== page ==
• Backup Sidecar: If the pre-task hook fails in the backup sidecar, the sidecar will just log the failure and continue watching for BackupSession for the next backup.
    • Restore Init-Container: If the pre-task hook fails in restore init-container, the container will crash. Hence, your workload will be stuck in the initialization phase.
    • Backup or Restore Job: If the pre-task hook fails in backup or restore job, the container will fail. Hence, the job will never go to the completed stage. You may see the job creating multiple pods to retry.
  • Backup/Restore Process Failed: The post-task hook will be executed even if the backup/restore process failed. This is to cover the scenario where you have paused your application in a pre-task hook and want to resume it in a post-task hook.

  • Post-Task Hook Failed: If the post-task hook fails to execute, the BackupSession/RestoreSession will be marked as Failed even if the actual backup/restore process has completed successfully. So, you may see backup data in the backend or restored data in the target even if the BackupSession/RestoreSession has marked as failed.

If the hook’s behavior does not comply with your use-cases or you want more fine-grained control over the hook’s behavior, please feel free to file an issue here.

Templating Support in Hook

Stash support Go template in hook. This is particularly helpful when you want to send different message to a Slack webhook based on the backup / restore phase.

Stash exposes a summary for a backup / restore process. The Go template variables are then resolved from the summary. Here, is an example of a summary exposed by Stash:

{
    "name": "deployment-backup-1646741400",
    "namespace": "demo",
    "invoker":{
        "apiGroup": "stash.appscode.com",
        "kind": "BackupConfiguration",
        "name": "deployment-backup"
    },
    "target":{
        "apiVersion": "apps/v1",
        "kind": "Deployment",
        "name": "stash-demo"
    },
    "status":{
        "phase": "Failed",
        "duration": "10s",
        "error": "failed to backup host-0. Reason: path not found"
    }
}

The summary contains the following fields:

  • name: Name of the respective BackupSession or RestoreSession. You can access it in your template as .Name variable.

  • namespace: Namespace of the respective BackupSession or RestoreSession. You can access it in your template as .Namespace variable.

  • invoker: Contains the respective BackupConfiguration or RestoreSession information which is responsible for triggering this backup or restore process. It has the following fields:

    • apiVersion: API version of the invoker. You can access it in your template as .Invoker.ApiVersion variable.
    • kind: Kind of the invoker. You can access it in your template as .Invoker.Kind variable.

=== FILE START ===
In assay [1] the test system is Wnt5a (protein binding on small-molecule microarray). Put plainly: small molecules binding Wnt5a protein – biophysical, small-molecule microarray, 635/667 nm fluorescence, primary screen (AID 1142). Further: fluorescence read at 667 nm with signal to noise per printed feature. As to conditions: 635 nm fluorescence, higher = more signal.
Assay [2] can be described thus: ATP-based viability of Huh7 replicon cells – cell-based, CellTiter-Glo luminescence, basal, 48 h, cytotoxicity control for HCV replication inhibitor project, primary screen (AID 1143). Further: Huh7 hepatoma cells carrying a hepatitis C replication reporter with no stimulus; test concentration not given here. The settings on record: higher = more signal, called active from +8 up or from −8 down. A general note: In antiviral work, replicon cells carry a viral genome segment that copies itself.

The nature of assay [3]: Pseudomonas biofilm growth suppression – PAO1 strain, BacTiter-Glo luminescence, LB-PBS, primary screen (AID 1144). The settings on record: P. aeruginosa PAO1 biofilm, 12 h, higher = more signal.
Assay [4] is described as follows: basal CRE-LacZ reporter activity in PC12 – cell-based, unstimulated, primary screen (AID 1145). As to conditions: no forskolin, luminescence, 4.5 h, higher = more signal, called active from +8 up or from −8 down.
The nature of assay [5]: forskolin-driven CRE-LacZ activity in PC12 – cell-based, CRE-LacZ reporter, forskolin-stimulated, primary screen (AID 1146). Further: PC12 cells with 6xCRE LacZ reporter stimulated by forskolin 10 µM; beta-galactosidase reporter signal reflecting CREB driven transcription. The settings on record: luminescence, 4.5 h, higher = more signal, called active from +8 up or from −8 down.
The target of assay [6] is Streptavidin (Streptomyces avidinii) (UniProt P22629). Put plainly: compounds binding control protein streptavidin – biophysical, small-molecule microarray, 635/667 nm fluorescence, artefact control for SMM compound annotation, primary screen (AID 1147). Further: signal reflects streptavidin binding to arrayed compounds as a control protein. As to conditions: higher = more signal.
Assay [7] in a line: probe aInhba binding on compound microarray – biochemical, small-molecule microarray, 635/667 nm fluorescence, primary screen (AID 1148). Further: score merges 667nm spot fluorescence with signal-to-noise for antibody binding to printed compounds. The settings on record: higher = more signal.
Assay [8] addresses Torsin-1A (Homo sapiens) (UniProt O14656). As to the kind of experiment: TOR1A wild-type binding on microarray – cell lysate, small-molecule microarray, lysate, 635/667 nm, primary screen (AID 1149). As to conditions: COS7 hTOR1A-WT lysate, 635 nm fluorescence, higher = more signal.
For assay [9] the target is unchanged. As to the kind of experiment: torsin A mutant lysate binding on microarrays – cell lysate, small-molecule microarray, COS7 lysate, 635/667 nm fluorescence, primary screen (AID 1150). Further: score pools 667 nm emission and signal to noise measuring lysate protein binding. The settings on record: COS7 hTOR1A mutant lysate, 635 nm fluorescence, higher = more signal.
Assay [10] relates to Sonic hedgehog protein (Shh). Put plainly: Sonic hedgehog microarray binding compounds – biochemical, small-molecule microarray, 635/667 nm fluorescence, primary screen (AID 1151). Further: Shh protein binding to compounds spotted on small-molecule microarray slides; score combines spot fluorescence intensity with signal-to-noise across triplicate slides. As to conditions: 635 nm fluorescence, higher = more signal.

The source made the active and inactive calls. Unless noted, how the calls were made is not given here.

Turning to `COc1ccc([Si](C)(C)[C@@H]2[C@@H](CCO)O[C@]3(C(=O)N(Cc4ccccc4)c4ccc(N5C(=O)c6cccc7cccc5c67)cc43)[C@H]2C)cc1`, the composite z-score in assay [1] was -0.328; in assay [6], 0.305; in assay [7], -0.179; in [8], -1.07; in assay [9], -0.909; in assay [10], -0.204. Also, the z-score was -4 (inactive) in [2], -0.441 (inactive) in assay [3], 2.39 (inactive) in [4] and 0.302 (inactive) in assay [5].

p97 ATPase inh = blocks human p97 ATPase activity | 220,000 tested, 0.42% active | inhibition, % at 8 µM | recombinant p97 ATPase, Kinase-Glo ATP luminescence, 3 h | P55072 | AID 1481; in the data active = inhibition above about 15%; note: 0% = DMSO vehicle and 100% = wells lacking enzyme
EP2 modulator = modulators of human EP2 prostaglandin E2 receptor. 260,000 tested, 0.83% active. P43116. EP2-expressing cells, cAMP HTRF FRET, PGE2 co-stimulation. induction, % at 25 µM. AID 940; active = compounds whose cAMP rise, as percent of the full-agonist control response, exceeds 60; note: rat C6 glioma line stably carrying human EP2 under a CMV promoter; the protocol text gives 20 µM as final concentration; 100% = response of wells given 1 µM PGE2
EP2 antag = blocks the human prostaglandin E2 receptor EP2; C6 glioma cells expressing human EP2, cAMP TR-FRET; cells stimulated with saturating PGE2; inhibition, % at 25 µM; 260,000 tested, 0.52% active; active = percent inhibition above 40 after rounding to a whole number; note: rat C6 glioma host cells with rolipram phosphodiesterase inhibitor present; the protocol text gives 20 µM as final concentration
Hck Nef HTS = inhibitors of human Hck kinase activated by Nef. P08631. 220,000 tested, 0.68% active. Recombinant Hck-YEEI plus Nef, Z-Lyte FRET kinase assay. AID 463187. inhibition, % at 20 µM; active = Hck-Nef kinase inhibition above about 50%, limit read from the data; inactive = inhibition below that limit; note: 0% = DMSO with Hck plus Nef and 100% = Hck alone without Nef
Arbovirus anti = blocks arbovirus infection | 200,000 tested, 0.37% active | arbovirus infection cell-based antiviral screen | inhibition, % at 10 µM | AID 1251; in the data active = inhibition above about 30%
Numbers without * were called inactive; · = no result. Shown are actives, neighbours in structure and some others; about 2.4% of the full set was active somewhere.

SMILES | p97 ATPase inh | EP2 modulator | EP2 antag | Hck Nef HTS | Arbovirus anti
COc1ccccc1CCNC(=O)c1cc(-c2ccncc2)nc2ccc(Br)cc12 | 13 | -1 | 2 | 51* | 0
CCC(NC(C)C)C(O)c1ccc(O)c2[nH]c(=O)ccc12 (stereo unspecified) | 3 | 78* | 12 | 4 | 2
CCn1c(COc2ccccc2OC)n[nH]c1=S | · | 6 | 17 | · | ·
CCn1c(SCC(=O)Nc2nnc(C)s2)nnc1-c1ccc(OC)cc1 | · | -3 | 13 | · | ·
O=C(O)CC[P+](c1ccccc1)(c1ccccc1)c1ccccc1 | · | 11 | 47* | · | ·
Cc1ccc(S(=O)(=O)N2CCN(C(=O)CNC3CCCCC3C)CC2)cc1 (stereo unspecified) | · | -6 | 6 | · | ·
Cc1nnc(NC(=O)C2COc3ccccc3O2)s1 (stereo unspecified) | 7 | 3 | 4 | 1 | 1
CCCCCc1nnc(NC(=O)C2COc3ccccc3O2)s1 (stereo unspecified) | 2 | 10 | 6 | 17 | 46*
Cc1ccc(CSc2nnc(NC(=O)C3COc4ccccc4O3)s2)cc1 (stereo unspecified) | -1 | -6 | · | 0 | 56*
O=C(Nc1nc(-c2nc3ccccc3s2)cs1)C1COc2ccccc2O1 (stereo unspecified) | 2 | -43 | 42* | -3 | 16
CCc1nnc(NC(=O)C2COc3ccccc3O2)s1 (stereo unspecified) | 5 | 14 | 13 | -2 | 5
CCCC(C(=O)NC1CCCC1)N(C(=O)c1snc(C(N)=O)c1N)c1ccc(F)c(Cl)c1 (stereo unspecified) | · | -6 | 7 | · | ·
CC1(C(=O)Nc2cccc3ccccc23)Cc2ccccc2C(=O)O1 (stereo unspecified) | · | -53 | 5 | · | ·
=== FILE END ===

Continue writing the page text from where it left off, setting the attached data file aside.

• name: Name of the invoker. You can access it in your template as .Invoker.Name variable.
  • target: Contains respective backup / restore target information. It has the following fields:

    • apiVersion: API version of the target. You can access it in your template as .Target.ApiVersion variable.
    • kind: Kind of the target. You can access it in your template as .Target.Kind variable.
    • name: Name of the target. You can access it in your template as .Target.Name variable.
  • status: Specifies the backup / restore status. It has the following fields:

    • phase: Phase of the backup / restore process. You can access it in your template as .Status.Phase variable.
    • duration: Specifies how long it took to complete the backup / restore process. You can access it in your template as Status.Duration variable.
    • error: If the backup / restore process fail, this field contains the reason why it failed. You can access it in your template as .Status.Error variable.

Below is an example of using Go template in hook. Here, we are sending different message to a slack incoming webhook based on the backup phase.

hooks:
  postBackup:
    httpPost:
      host: hooks.slack.com
      path: /services/XX/XXX/XXXX
      port: 443
      scheme: HTTPS
      httpHeaders:
        - name: Content-Type
          value: application/json
      body: |
        {
          "blocks": [
              {
                "type": "section",
                "text": {
                    "type": "mrkdwn",
                    "text": "
                        {{if eq .Status.Phase `Succeeded`}}
                            :white_check_mark: Backup succeeded for {{ .Namespace }}/{{.Target.Name}}
                        {{else}}
                            :x: Backup failed for {{ .Namespace }}/{{.Target.Name}} Reason: {{.Status.Error}}.
                        {{end}}"
                  }
              }
            ]
        }